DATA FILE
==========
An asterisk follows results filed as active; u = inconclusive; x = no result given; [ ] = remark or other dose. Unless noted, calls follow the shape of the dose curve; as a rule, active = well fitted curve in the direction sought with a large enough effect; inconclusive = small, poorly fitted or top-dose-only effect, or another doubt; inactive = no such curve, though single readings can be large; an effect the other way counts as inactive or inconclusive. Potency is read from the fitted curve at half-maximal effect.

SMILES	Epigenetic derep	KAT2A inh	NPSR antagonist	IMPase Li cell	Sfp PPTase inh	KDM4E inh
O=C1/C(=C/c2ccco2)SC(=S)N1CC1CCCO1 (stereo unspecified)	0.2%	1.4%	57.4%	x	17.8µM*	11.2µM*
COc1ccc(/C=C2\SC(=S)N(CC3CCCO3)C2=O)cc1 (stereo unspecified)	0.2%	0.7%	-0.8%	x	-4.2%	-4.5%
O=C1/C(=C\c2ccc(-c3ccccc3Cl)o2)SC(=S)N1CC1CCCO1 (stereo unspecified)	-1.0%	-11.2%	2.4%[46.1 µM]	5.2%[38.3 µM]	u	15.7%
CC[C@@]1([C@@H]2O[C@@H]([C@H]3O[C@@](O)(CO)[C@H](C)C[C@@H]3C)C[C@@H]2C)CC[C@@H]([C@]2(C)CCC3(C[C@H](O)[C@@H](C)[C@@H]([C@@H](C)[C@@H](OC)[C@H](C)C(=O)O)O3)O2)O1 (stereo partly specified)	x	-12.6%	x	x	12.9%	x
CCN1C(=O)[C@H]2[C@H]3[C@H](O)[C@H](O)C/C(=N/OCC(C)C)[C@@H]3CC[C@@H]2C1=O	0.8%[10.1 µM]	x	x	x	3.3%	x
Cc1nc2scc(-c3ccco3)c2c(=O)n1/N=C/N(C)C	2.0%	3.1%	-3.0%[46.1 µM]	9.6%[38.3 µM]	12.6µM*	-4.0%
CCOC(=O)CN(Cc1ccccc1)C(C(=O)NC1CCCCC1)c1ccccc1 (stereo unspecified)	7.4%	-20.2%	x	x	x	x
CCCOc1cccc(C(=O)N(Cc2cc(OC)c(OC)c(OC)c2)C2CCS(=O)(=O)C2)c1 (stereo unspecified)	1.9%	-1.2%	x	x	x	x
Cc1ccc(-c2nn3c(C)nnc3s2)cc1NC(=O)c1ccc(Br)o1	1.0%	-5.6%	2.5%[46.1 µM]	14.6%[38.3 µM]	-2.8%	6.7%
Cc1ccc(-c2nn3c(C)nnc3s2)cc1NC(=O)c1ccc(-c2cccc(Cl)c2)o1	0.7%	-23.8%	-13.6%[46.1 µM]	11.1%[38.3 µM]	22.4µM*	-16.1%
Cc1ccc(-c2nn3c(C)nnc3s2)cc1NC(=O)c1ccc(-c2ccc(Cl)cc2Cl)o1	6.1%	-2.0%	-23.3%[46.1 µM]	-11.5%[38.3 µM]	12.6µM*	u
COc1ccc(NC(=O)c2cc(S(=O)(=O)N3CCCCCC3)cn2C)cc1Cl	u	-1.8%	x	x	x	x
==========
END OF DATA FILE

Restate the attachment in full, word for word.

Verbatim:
An asterisk follows results filed as active; u = inconclusive; x = no result given; [ ] = remark or other dose. Unless noted, calls follow the shape of the dose curve; as a rule, active = well fitted curve in the direction sought with a large enough effect; inconclusive = small, poorly fitted or top-dose-only effect, or another doubt; inactive = no such curve, though single readings can be large; an effect the other way counts as inactive or inconclusive. Potency is read from the fitted curve at half-maximal effect.

SMILES	Epigenetic derep	KAT2A inh	NPSR antagonist	IMPase Li cell	Sfp PPTase inh	KDM4E inh
O=C1/C(=C/c2ccco2)SC(=S)N1CC1CCCO1 (stereo unspecified)	0.2%	1.4%	57.4%	x	17.8µM*	11.2µM*
COc1ccc(/C=C2\SC(=S)N(CC3CCCO3)C2=O)cc1 (stereo unspecified)	0.2%	0.7%	-0.8%	x	-4.2%	-4.5%
O=C1/C(=C\c2ccc(-c3ccccc3Cl)o2)SC(=S)N1CC1CCCO1 (stereo unspecified)	-1.0%	-11.2%	2.4%[46.1 µM]	5.2%[38.3 µM]	u	15.7%
CC[C@@]1([C@@H]2O[C@@H]([C@H]3O[C@@](O)(CO)[C@H](C)C[C@@H]3C)C[C@@H]2C)CC[C@@H]([C@]2(C)CCC3(C[C@H](O)[C@@H](C)[C@@H]([C@@H](C)[C@@H](OC)[C@H](C)C(=O)O)O3)O2)O1 (stereo partly specified)	x	-12.6%	x	x	12.9%	x
CCN1C(=O)[C@H]2[C@H]3[C@H](O)[C@H](O)C/C(=N/OCC(C)C)[C@@H]3CC[C@@H]2C1=O	0.8%[10.1 µM]	x	x	x	3.3%	x
Cc1nc2scc(-c3ccco3)c2c(=O)n1/N=C/N(C)C	2.0%	3.1%	-3.0%[46.1 µM]	9.6%[38.3 µM]	12.6µM*	-4.0%
CCOC(=O)CN(Cc1ccccc1)C(C(=O)NC1CCCCC1)c1ccccc1 (stereo unspecified)	7.4%	-20.2%	x	x	x	x
CCCOc1cccc(C(=O)N(Cc2cc(OC)c(OC)c(OC)c2)C2CCS(=O)(=O)C2)c1 (stereo unspecified)	1.9%	-1.2%	x	x	x	x
Cc1ccc(-c2nn3c(C)nnc3s2)cc1NC(=O)c1ccc(Br)o1	1.0%	-5.6%	2.5%[46.1 µM]	14.6%[38.3 µM]	-2.8%	6.7%
Cc1ccc(-c2nn3c(C)nnc3s2)cc1NC(=O)c1ccc(-c2cccc(Cl)c2)o1	0.7%	-23.8%	-13.6%[46.1 µM]	11.1%[38.3 µM]	22.4µM*	-16.1%
Cc1ccc(-c2nn3c(C)nnc3s2)cc1NC(=O)c1ccc(-c2ccc(Cl)cc2Cl)o1	6.1%	-2.0%	-23.3%[46.1 µM]	-11.5%[38.3 µM]	12.6µM*	u
COc1ccc(NC(=O)c2cc(S(=O)(=O)N3CCCCCC3)cn2C)cc1Cl	u	-1.8%	x	x	x	x